In 1857 Sayers became English champion, the last before the introduction of the Queensbury Rules, when he beat William Perry. He acquired the nicknames of the “Brighton Boy” and “Little Wonder” and his “good-humoured but determined face was so hard that after the severest punishment little trace was visible”.
Having defended his title four times, Sayers was set to be the first boxer to fight an international match, and one of the last battles without gloves. American champion, John Carmel Heenan, 25, who had made a name for himself as an “enforcer” in the San Francisco dockyards, challenged Sayers. An eager public awaited.
America was a new country and the “young giant” sought battle on “old England”.
On the morning of April 17, 1860, in a Hampshire field, history was about to be made. At 6ft 2in and 195lb, Heenan towered above Sayers’s 5ft 8.5in and 149lb as they were called to the “scratch” in the ground in the centre of the ring at 7.29am. Heenan won the toss and with it an advantage.
He was nearly a head taller than Sayers, and the ground was not level. Heenan chose the higher side of the ring. Just as the men took their places the sun began to rise. It glimmered in Sayers’ eyes and the fight was going one way as the Englishman seemed to be at the mercy of the giant. But Sayers luck changed as the sun moved out of his eyes and he began to impose himself. They fought for almost two-and-a-half hours.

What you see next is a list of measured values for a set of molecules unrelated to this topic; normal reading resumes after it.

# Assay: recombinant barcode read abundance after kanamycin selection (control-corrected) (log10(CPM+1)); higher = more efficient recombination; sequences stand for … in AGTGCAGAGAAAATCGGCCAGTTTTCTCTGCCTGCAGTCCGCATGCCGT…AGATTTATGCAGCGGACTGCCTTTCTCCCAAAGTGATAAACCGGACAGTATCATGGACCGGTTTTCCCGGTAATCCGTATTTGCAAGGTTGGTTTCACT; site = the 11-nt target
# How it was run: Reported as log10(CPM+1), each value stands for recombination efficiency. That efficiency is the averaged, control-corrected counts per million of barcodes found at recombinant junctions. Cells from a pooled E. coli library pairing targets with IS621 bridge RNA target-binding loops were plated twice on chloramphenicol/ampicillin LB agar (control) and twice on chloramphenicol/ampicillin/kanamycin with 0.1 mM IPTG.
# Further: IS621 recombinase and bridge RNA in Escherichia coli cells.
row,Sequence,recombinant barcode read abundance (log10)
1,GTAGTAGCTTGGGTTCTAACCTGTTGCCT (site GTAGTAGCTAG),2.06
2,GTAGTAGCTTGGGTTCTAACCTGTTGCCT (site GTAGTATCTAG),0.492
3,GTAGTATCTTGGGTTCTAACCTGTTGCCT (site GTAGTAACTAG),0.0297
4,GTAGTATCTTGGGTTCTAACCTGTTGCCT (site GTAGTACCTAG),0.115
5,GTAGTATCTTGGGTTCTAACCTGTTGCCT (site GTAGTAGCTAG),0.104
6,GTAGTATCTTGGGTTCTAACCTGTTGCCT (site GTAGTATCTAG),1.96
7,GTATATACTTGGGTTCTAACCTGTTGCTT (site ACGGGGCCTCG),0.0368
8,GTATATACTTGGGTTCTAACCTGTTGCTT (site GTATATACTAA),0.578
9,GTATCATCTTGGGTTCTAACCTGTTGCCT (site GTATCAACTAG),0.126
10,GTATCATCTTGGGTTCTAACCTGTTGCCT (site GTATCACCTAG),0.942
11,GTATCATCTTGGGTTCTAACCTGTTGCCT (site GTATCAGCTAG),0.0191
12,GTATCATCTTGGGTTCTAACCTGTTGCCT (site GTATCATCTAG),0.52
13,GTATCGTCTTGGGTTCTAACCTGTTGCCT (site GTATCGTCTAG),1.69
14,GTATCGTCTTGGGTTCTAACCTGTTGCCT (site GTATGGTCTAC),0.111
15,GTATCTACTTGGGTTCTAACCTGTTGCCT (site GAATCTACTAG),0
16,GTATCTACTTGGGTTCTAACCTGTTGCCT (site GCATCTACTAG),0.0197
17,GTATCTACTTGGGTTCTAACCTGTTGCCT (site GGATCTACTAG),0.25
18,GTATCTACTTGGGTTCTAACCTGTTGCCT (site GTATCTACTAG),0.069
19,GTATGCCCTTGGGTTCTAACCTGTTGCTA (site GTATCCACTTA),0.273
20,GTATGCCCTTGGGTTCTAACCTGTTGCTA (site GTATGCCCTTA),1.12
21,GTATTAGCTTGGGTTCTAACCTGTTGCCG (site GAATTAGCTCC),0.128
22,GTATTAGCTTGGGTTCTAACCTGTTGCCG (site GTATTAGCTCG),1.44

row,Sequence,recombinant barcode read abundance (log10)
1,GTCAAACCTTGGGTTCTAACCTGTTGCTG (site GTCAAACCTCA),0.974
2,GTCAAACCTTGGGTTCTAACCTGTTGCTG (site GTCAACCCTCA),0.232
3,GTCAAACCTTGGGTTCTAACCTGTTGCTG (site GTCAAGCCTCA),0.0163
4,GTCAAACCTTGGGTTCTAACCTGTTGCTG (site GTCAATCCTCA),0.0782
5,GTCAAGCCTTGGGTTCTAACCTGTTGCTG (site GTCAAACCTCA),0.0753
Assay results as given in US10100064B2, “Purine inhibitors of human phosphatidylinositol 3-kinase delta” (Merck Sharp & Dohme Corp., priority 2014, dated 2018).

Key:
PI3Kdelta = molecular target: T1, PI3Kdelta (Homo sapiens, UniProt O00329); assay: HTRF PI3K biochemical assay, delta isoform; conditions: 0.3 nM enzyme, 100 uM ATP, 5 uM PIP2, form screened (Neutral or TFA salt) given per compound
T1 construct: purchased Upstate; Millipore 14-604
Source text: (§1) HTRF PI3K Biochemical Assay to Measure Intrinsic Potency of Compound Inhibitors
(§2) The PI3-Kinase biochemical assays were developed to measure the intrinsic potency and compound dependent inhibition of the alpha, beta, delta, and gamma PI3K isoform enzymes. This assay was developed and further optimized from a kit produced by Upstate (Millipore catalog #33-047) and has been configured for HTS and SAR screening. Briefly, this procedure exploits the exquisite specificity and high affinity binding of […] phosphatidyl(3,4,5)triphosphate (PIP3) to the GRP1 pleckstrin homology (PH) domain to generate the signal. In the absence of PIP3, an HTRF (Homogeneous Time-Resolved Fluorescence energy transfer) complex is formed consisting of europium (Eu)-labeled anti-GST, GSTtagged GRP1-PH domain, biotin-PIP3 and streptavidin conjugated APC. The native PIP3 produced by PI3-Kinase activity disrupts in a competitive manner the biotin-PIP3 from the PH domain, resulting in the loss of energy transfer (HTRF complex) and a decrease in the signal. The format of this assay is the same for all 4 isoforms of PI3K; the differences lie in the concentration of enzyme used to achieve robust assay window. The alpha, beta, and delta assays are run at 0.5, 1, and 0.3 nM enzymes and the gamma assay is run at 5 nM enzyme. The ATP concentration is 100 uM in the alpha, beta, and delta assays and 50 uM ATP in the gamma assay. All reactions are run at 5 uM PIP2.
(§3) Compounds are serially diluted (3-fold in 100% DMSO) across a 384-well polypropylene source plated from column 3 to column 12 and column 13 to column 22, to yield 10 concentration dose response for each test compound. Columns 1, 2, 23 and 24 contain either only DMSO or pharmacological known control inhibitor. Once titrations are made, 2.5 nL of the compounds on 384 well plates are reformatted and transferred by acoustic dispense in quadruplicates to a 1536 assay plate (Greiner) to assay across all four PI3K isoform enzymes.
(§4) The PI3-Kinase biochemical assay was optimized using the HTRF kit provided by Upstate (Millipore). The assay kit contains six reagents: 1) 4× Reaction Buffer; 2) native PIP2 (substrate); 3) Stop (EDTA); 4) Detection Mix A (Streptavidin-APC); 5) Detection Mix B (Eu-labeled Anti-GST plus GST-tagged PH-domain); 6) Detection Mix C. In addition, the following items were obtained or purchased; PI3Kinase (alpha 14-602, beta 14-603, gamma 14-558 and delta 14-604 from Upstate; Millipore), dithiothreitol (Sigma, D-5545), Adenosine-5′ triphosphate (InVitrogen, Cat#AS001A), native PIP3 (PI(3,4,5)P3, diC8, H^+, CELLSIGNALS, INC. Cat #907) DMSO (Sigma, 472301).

Eyewitness Henry J. Coke later wrote: “Each time Sayers struck him and ducked, Heenan made a swoop with his long arms, and at last he caught his enemy... he forced Sayers’ neck on to the rope, and, with all his weight, leant upon the Englishman’s shoulders.
“In a few moments the face of the strangled man was black, his tongue was forced out of his mouth, and his eyes from their sockets. His arms fell powerless, and in a second or two more he would have been a corpse.
“With a wild yell the crowd rushed to the rescue. Warning cries of “the police, the police,” mingled with the shouts. The ropes were cut, and a scamper for the waiting train ended this last of the greatest prize-fights.”
Sayers was badly hurt and Heenan was in a critical condition for 48 hours. The fight was declared a draw with both men being awarded the prize. A public subscription raised £3,000 for Sayers, on condition he retire. He did.
He travelled the country as proprietor of a circus and spent happy days in Camden Town. By now a national hero he was often seen riding in his phaeton (carriage) with Lion sat at his side.
On November 8, 1865, Sayers died of consumption while staying with his friend, the boot maker, John Mensley.
An English Heritage Blue Plaque marks the spot at 257 Camden High Street, Camden Town, of Mensley’s shop and home.
Shortly before noon on Wednesday, November 15, shopkeepers in Camden Town closed. A crowd gathered and by 2pm there were tens of thousands of mourners.
The band which led the cortege struck up the Dead March from Saul and shuffled forward as the hearse, drawn by four black-plumed horses set off. It was led by Lion and followed by a train of coaches, carts and carriages bound for Highgate Cemetery.
The procession passed “one of the old-fashioned inns” on Highgate Hill. Across its front was a long, black banner with white letters, saying “Peace to England’s Champion”.